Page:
The majority also found arguments that Zachariades taught against irradiating before molding, or that the examiner and Board had cherry-picked one aspect of Kitamaru to combine with Zachariades, unconvincing.  Although its claims were limited to irradiating after molding, nowhere had Zachariades stated that the opposite was unfeasible or inadvisable.  More importantly, Kitamaru had emphasized that irradiation before molding was the key to creating desired improvements in UHMWPE, namely “a higher melting or softening point, improved transparency, and excellent dimensional stability.”  Therefore, the suggestion to select that element from the reference was in the reference itself.

Judge Newman, in dissent, found it telling that Kitamaru predated Zachariades (indeed, the former issued over a decade before the latter was filed).  It was therefore “noteworthy that Zachariades, seeking mechanical strength and dimensional stability, did not follow the known Kitamaru processing sequence, but instead crosslinked the polyethylene after deformation”.  Newman found this sufficient to show that a person of ordinary skill would not find the results of the combination predictable; had it been obvious to combine, Zachariades would have already done it in his own patent.  The Board, she concluded, had engaged in impermissible hindsight analysis, “reasoning backward from” the patent at issue to see what Zachariades himself had not.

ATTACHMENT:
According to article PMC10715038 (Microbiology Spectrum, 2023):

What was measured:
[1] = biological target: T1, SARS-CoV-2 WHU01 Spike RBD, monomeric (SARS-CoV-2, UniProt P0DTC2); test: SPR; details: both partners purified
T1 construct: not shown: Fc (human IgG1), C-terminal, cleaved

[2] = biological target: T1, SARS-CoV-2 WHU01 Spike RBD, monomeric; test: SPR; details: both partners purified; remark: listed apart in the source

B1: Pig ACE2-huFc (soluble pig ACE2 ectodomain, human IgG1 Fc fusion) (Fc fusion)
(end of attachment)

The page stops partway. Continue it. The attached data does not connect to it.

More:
Analysis: Don’t Directly Challenge a “Reason to Combine” Finding